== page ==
HOW TO EAT YOUR WAY TO BETTER SLEEP.
They say you get out what you put in, and sleep is no different. Anyone who has enjoyed a late-night cup of coffee or sugary treat knows how food can affect your sleep. A healthy diet plays an important role, among other healthy habits that all contribute to a good snooze.
Foods that affect sleep
It is said that the numerous vitamins and minerals, especially vitamins C and E as well as potassium and folate found in this small and tasty fruit could help to improve sleep. One study showed that people who ate two kiwis one hour before bedtime found that they fell asleep faster, slept more, and had better sleep quality.
Researchers think that this could be due to kiwis antioxidant properties, ability to address folate deficiencies, and/or high concentration of serotonin.
Malted milk powder drinks like Horlicks (which has become notoriously difficult to find in South Africa) is combined with milk to make a tasty warm drink. The powder formulation usually includes wheat flour, malted wheat and malted barley with sugar and vitamins.
The reason it could promote sleep is that some milk naturally contains melatonin, which aids sleep and when combined with the vitamins B and D in Horlicks, could make for a winning combination.
Horlicks is still available online in South Africa and in some stores.
Research studies have shown that over a period of months people who ate salmon three times per week had better overall sleep as well as improved daytime functioning. Why? Fatty fish provides a healthy dose of vitamin D and omega-3 fatty acids, which are needed for your body to regulate its serotonin levels.
Including more fatty fish in your diet could help you sleep better, or you could take high-quality fish oil capsules.
Nuts like almonds, walnuts, pistachios, and cashews are often considered to be good food for sleep.
They also contain melatonin and essential minerals like magnesium and zinc which help the body function.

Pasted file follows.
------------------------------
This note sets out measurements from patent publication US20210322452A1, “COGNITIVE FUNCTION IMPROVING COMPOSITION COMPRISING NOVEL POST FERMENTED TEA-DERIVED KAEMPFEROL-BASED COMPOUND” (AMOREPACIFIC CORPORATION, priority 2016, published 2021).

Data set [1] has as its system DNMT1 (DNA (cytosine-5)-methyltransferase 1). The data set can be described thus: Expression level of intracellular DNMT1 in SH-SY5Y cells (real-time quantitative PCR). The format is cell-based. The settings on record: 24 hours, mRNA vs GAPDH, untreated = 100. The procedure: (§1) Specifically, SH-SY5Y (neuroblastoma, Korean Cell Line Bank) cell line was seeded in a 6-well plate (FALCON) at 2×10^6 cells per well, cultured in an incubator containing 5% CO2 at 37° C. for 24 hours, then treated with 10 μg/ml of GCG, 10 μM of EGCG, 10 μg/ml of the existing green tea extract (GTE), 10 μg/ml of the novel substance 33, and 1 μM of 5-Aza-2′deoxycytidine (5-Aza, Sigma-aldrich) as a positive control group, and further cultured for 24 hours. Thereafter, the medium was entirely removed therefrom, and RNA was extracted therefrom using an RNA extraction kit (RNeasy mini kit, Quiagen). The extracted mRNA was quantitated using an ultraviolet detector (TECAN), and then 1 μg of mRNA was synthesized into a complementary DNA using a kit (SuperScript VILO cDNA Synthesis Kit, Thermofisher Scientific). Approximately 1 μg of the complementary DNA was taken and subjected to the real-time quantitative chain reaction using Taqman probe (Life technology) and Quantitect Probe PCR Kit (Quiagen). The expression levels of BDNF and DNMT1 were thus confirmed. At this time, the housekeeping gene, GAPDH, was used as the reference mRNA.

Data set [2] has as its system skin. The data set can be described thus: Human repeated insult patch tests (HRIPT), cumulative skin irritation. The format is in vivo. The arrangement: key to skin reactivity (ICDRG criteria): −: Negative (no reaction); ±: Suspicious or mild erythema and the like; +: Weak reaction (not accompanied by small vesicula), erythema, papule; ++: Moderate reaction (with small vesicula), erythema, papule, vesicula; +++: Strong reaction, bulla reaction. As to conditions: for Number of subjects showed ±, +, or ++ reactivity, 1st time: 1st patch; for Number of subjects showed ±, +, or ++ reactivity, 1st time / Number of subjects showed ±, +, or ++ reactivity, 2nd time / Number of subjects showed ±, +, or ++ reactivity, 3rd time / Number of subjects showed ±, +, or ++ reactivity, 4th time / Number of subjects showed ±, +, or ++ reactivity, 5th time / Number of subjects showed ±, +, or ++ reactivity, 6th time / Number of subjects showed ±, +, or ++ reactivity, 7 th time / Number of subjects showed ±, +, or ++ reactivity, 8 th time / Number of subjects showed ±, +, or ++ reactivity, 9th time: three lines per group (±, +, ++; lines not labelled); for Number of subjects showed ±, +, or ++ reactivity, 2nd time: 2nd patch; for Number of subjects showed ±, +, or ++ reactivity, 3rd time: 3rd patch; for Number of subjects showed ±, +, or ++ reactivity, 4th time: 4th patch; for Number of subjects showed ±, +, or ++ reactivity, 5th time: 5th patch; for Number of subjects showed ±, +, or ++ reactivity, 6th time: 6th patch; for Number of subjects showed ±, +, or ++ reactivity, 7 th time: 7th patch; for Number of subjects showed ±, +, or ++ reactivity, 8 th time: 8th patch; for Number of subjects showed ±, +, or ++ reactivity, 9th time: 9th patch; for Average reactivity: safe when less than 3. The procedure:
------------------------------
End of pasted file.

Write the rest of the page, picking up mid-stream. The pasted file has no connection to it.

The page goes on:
A clinical trial found that a combination of melatonin, magnesium, and zinc helped older adults with insomnia get better sleep.
Foods and habits to avoid
- Limit caffeine intake in the late afternoon and evening. Avoid coffee, teas and caffeinated drinks
- Alcohol may make you feel sleepy but it can disturb your sleep cycles and leave you feeling unrested in the morning
- Try to time your evening meals earlier to allow enough time to digest your food and thereby avoid acid reflux and heartburn that can disturb you at night.
- Save spicy or acidic foods for lunchtime or make them an early dinner to allow time for proper digestion
- Drink enough water throughout the day to avoid waking up thirsty at night
Other healthy habits
Eating certain foods is just one part of the bigger picture. Here are some key factors to check off to ensure better sleep
Invest in your sleep environment
- Get the best quality mattress and bedding you can afford to ensure optimum comfort and sleep quality
- Create a sleep-promoting space that is dark and quiet. You can use white noise machines and blackout curtains to optimise your bedroom
Create good bedtime habits
- Avoid screen time at least one hour before bed (that includes TVs, laptops and phones)
- Wind down before bedtime and try not to work or do anything too stimulating right before you go to sleep
- Do something to relax before bed like shower, bath or read a book as a recurring sleep cue